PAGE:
Barfield says that "in the days of Locke and Hume it was felt that science was the newcomer, requiring a foundation in philosophy; but since then the two have changed places".  Despite the "ever-changing assumptions" of science, modern philosophers do not try to question the scientific assumptions of the day (seeing them as "given"), but seek to "justify the ways of science to man".  Who can argue with success? 

He notes that there is one assumption of science that has remained unchanged longer than the rest, and that is that the real world is a "somewhat" in "the construction which the mind of man does not participate; of which it is purely a detached observer" (here, Hume's philosophy is relevant).  "It is of course in attempting to describe more precisely the nature of the 'somewhat' that science both parts company with the man in the street and keeps changing its ground".  In the 19th century the real world was assumed to consist, in the last resort, or things.  These things kept getting smaller and smaller, but they were at least there, and if you ad a powerful enough microscope, for example, you'd be able to see them (18).  In like fashion, Hume had been content to say that the "'impressions' which were the material of knowledge were produced in the senses by 'objects'" (19).  

20th century science though, complains Barfield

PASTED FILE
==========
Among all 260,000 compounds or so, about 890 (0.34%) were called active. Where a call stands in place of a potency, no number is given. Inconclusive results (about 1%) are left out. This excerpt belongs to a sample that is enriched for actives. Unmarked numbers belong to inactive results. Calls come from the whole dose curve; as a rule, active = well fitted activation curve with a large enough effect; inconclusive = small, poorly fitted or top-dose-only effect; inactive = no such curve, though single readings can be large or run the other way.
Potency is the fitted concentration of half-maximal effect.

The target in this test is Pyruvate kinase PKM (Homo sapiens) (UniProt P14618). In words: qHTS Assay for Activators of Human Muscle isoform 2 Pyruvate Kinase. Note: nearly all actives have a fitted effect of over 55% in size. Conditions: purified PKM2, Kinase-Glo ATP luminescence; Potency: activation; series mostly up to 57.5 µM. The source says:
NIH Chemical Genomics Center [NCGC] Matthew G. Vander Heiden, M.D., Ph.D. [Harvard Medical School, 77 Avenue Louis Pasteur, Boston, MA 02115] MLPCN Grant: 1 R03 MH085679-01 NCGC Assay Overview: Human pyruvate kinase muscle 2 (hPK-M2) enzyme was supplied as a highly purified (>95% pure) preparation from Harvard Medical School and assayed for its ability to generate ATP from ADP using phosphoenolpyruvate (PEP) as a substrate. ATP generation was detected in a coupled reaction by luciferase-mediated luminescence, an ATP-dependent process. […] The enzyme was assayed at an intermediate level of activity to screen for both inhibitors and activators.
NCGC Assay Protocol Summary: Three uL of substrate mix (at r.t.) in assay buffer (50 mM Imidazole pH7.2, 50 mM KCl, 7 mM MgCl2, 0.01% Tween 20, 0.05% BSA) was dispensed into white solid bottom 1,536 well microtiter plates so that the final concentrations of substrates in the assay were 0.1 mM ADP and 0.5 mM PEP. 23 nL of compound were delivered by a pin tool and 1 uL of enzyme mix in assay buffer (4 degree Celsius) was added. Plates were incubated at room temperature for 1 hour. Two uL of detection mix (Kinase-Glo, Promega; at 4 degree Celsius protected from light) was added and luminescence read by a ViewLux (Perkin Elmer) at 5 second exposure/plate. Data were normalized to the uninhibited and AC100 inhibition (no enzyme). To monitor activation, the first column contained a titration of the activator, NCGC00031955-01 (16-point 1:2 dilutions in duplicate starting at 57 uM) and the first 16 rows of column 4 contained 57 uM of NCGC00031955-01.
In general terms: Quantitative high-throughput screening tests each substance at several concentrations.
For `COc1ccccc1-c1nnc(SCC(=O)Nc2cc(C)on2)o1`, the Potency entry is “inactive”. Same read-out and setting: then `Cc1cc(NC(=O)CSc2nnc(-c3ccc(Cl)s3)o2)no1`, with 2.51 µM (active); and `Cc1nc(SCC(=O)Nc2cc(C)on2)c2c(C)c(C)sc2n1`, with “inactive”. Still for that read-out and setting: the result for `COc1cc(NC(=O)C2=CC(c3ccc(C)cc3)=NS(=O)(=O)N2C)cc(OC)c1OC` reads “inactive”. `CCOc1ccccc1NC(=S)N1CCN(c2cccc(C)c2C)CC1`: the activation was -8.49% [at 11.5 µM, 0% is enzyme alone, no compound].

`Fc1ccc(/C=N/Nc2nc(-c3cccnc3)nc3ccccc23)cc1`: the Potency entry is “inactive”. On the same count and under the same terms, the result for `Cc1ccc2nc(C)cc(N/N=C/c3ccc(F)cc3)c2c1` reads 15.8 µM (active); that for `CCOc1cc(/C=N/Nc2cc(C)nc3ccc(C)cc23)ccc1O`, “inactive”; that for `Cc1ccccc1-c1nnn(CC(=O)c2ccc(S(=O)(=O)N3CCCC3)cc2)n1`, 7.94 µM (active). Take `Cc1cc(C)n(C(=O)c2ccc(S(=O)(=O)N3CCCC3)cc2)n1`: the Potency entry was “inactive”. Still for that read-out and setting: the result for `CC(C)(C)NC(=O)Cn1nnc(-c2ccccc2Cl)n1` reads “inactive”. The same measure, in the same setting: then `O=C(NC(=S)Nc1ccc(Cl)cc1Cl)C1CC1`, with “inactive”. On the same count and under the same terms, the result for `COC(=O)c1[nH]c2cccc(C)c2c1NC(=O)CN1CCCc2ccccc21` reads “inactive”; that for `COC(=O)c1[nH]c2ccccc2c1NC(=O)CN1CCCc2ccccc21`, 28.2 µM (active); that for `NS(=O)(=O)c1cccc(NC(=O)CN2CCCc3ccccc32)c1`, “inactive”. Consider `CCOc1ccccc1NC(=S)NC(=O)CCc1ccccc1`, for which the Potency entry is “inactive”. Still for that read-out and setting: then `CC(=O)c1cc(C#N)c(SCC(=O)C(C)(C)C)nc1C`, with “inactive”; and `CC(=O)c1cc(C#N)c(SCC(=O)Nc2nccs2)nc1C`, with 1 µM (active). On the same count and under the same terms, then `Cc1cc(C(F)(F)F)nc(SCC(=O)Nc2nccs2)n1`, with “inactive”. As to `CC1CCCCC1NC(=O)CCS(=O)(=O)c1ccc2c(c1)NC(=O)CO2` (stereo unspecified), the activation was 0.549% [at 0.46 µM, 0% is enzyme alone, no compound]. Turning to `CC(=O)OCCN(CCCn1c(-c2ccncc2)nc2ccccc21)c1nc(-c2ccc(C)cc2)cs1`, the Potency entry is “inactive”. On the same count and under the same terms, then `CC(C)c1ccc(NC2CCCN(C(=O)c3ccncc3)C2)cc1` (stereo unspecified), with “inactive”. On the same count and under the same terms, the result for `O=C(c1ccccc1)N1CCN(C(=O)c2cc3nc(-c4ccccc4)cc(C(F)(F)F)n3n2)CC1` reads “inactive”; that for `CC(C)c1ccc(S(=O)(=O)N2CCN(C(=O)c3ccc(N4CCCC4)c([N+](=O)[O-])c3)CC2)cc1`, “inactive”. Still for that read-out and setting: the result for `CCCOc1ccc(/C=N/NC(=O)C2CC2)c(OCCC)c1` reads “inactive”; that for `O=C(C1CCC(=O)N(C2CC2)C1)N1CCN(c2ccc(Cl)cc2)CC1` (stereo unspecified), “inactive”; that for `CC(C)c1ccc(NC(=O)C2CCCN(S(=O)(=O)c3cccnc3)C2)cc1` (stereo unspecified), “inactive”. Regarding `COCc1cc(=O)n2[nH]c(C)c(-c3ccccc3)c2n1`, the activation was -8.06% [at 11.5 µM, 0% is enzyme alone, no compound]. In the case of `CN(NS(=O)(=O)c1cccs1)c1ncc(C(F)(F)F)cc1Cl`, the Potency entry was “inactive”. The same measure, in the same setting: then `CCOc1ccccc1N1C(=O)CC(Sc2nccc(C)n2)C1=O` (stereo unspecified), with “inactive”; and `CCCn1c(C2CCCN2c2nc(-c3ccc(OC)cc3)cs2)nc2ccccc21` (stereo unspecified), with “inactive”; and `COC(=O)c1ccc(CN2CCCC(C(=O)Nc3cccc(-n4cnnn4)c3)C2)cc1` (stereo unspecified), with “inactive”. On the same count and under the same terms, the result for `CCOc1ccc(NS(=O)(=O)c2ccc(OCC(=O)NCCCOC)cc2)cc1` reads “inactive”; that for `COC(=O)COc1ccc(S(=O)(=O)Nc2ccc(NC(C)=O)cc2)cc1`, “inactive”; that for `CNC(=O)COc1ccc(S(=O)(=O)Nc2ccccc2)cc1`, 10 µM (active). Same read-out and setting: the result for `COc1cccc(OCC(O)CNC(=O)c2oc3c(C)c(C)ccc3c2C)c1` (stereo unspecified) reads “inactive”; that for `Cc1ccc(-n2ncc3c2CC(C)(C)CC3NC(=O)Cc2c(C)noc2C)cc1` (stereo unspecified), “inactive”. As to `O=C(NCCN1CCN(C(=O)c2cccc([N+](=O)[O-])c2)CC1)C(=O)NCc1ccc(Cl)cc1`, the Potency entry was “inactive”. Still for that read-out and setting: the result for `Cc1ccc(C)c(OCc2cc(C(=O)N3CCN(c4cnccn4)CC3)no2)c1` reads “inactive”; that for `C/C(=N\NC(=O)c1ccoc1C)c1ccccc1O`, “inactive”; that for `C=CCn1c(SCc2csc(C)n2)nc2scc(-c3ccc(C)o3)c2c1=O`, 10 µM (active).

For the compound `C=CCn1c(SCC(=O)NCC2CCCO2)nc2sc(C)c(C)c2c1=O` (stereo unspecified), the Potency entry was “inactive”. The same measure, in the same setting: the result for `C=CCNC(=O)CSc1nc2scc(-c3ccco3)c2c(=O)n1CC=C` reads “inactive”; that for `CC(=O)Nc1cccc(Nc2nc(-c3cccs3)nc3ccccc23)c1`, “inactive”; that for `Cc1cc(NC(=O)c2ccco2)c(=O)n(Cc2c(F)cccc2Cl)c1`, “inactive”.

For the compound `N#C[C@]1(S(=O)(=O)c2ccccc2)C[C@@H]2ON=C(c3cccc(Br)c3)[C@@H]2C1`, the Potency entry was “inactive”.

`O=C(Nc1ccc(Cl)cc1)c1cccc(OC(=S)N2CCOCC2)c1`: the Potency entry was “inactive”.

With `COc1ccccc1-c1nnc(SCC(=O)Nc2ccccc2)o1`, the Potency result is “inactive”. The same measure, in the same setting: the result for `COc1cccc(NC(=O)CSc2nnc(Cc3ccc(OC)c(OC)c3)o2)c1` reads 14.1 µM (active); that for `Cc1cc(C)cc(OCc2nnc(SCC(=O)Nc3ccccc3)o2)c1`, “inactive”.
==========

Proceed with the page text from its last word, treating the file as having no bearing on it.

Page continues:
"has abolished the 'thing' altogether; and twentieth-century philosophy (that part of it, at least, which takes no account of imagination) has obediently followed  suit.  There are no objects, says the voice of Science, there are only bundles of waves - or possibly something else; adding that, although it is convenient to think of them, it would be naive to suppose that the waves or the something else actually exist.  There is no 'referent', echoes the philosophy of linguistic analysis deferentially, no substance or underlying reality which is 'meant' by words.   There are only descriptions, only the words themselves, though it 'happens to be the case' that men have from the beginning so persistently supposed the contrary that they positively cannot open their mouths without doing so" (19).  

Barfield then quotes Logical Positivist A.J. Ayer saying "that we cannot, in our language, refer to the sensible properties of a thing, without introducing a word or phrase which appears to stand for the thing itself as opposed to anything which may be said about it."  

He goes on:  "Kant erected the Forms of Perception as a kind of impenetrable screen between the real world of 'things in themselves' and the mind of man.  The Positivists have substituted syntax for the forms of perception, and scrapped the things as otiose" (19).  

My summary: Barfield seems to be on the verge of concluding that given scientist's skepticism about finding out what is really real - and positivist's corresponding expulsion of the referent in language - we are stuck with not really being able to know anything (i.e. if we take their presuppositions to their logical conclusion).